Imagine if a group of friends had an idea brewing over a few years to start a dining experience that wasn’t in a restaurant. Imagine if they wanted to offset the pop-up trend by not serving burgers, fried chicken or hotdogs, but take good food and modern cooking techniques into the upstairs of unassumming boozer in Camberwell, a stone’s throw from the road that conceived this very idea. Imagine if this group of men were headed up by a young aspiring chef who clocked up a few years at The Ledbury under the leadership of Brett Graham, and now at The Harwood Arms. Well that’s exactly what happened. The name you need to know is James Cochrane and the collective is called Camberwell Love. At the turn of May they took the leap and tested the waters. For two consecutive nights at The Recreation Ground, Camberwell Love held their interpretation of a pop-up dining event.
I was actually there on the second night. Upon arriving in the early evening, I had little to no expectation, I was simply there enjoying a cheeky Guinness. I had heard rumours that the previous night had faced teething problems. One of the team walked around the pub with a scrap of paper collecting £35 from each of the diners. I begrudgingly parted with the money, knowing there was no turning back and hoping it was going to be worth it, for I could have eaten like a king in Silk Road a few doors down. I was only there on an invite from my friend, who was connected to the group via a mutual friend. It turned out that most diners there were friends, family members, former housemates or a current manager…
When asked to take our seats upstairs, I walked past a crate emblazoned with their brand propped on a few kegs.
As soon as all the diners were seated, the show began. The breads arrived first, in the form of a caraway seed loaf, which was soft and pillowly with a perfect crisp crust.
Next the amuse-bouche of cured salmon, radish and cucumber, delicately served on a small bite-sized spoon, may have been small in size but powerful in flavour. This was served with fried pigs ears that added crunch to the fleshy soft salmon.
The salty flavours of the cured salmon were followed by smoked haddock, deliciously encased in breadcrumbs, served with morsels of Camberwell Love-cured bacon, all of which were tied together by a savoury cheese foam.
Baked Cheltenham beets were next. Sweet with a mellow earthiness. They were drizzled in smoked bone marrow and served with soft cheese for richness plus roasted hazelnuts for nuttiness and texture. It was a brilliant dish.
The Cornish sea bream followed. Cooked to perfection it was served with fennel cooked three ways; a grilled bulb, pickled fennel fronds and battered fried stalk. This was accompanied with a cooling yoghurt and curried oats.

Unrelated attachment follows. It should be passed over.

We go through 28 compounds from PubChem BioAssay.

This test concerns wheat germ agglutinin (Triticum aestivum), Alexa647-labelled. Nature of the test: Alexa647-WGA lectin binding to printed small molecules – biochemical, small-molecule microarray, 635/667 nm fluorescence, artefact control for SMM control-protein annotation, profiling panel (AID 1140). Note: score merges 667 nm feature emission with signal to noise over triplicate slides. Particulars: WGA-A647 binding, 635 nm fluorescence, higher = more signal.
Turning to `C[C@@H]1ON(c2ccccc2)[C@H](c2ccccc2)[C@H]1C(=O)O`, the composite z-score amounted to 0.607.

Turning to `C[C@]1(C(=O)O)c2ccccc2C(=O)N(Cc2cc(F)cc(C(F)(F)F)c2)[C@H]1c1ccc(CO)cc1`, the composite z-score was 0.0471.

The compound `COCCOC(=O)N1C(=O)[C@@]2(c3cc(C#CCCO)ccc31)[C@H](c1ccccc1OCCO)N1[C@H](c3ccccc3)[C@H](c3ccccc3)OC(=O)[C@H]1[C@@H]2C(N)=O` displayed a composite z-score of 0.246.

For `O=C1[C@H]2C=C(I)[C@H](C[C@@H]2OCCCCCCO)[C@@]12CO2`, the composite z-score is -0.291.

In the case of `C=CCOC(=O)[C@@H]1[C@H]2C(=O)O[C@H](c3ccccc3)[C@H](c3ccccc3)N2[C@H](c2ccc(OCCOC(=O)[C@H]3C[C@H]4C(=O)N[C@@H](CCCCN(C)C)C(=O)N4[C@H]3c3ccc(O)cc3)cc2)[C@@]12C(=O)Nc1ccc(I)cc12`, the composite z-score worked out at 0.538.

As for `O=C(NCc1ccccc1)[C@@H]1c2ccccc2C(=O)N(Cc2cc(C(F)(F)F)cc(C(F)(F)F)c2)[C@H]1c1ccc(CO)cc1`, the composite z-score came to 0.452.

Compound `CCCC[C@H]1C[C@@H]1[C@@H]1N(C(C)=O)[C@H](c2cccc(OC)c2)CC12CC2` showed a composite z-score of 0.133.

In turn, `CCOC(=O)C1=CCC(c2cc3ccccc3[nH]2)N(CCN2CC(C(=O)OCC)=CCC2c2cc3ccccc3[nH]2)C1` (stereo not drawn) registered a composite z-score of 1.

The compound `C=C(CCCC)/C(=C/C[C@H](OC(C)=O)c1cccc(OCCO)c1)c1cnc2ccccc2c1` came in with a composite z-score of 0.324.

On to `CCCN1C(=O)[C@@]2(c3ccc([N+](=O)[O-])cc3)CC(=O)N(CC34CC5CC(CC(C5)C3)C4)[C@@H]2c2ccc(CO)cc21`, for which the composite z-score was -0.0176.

Next, the Brogdale assiette of pork, which comprised brawn that had been braised for a long time and then tied together again. The ‘croquette’ sat on a silky mash, which was also served with carrots and cabbage. This was married altogether with a delicious jus. This was furthermore served with ribs.
Like any good chef, James sent out his palette clensing pre-dessert of apple and lemongrass sorbet, which not only was a marriage of flavours made in heaven, but was right on time following a gargantuan feast of indulgent pork. The lemongrass had a beautiful lingering aftertaste, subtly adding freshness to the apple.
The yoghurt pudding with pineapple, peanut brittle and olive oil was tart, crunchy and smooth all at the same time. A textural delight for my mouth!
The meal ended on a gastronomical note, taking a 180 degree turn from the theme of the previous dishes – Jimmy’s gin and blood orange. This invloved Hendricks gin infused with rosemary and spherified balls of blood-orange juice. The balls were served in a shot glass, topped with the infused gin and a little pure blood-orange juice. It was a wildly refreshing combination. James did admit that the spherification didn’t pan out as he liked, and I did think that the balls had solidified to much. However, I don’t think he lost the impact of the blood orange freshness. Perhaps this concept and new found texture could be used for an alternative flavour such as a refreshing gazpacho as a pre-starter?
I thoroughly enjoyed my dinner and was wowed by James’ talent. His friends gushed about his food, I can see why. Here is a dude who is clearly passionate about his food, and the hours he said he had to put in to prep everything beforehand, following his normal hours at work, was astounding. He is self critical, he is modest and he was open about his mistakes the evening before. James wants to cook honest good food and I think he is well on his way there. I will be keeping a close eye on him and Camberwell Love’s future endeavours.
Camberwell Love can be found on Facebook: https://www.facebook.com/camberwelllove